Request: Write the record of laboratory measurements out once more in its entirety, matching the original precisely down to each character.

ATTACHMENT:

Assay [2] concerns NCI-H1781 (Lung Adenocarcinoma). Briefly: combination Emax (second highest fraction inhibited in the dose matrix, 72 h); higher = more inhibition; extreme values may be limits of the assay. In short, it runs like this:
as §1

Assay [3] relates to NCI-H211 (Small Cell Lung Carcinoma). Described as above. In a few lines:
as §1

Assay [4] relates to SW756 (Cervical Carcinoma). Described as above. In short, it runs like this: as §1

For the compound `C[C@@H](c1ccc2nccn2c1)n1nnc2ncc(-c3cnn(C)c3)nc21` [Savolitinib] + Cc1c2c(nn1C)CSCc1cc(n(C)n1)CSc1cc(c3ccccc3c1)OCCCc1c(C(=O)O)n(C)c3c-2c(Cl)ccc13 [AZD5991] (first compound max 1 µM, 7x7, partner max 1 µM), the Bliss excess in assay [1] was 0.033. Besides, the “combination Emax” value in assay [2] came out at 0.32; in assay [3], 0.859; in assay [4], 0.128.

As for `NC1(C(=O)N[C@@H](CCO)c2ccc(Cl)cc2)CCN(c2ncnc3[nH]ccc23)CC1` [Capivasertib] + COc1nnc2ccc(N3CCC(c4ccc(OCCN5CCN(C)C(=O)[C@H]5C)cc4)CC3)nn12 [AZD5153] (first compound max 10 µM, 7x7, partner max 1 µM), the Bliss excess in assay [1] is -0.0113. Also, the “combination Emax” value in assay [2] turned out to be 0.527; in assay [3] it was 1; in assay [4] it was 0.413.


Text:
Assay [2] concerns NCI-H1781 (Lung Adenocarcinoma). Briefly: combination Emax (second highest fraction inhibited in the dose matrix, 72 h); higher = more inhibition; extreme values may be limits of the assay. In short, it runs like this:
as §1

Assay [3] relates to NCI-H211 (Small Cell Lung Carcinoma). Described as above. In a few lines:
as §1

Assay [4] relates to SW756 (Cervical Carcinoma). Described as above. In short, it runs like this: as §1

For the compound `C[C@@H](c1ccc2nccn2c1)n1nnc2ncc(-c3cnn(C)c3)nc21` [Savolitinib] + Cc1c2c(nn1C)CSCc1cc(n(C)n1)CSc1cc(c3ccccc3c1)OCCCc1c(C(=O)O)n(C)c3c-2c(Cl)ccc13 [AZD5991] (first compound max 1 µM, 7x7, partner max 1 µM), the Bliss excess in assay [1] was 0.033. Besides, the “combination Emax” value in assay [2] came out at 0.32; in assay [3], 0.859; in assay [4], 0.128.

As for `NC1(C(=O)N[C@@H](CCO)c2ccc(Cl)cc2)CCN(c2ncnc3[nH]ccc23)CC1` [Capivasertib] + COc1nnc2ccc(N3CCC(c4ccc(OCCN5CCN(C)C(=O)[C@H]5C)cc4)CC3)nn12 [AZD5153] (first compound max 10 µM, 7x7, partner max 1 µM), the Bliss excess in assay [1] is -0.0113. Also, the “combination Emax” value in assay [2] turned out to be 0.527; in assay [3] it was 1; in assay [4] it was 0.413.